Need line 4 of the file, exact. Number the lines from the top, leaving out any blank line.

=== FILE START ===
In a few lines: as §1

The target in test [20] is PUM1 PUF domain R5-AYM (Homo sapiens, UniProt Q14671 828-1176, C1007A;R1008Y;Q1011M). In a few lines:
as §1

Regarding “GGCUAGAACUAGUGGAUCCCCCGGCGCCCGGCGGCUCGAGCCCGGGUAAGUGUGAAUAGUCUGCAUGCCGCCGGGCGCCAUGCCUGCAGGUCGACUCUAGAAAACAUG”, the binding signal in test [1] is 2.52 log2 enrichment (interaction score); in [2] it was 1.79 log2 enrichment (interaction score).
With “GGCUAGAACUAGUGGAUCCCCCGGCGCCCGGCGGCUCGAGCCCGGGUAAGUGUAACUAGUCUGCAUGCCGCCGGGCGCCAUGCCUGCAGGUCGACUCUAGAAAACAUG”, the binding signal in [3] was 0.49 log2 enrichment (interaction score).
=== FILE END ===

Regarding “GGCUAGAACUAGUGGAUCCCCCGGCGCCCGGCGGCUCGAGCCCGGGUAAGUGUGAAUAGUCUGCAUGCCGCCGGGCGCCAUGCCUGCAGGUCGACUCUAGAAAACAUG”, the binding signal in test [1] is 2.52 log2 enrichment (interaction score); in [2] it was 1.79 log2 enrichment (interaction score).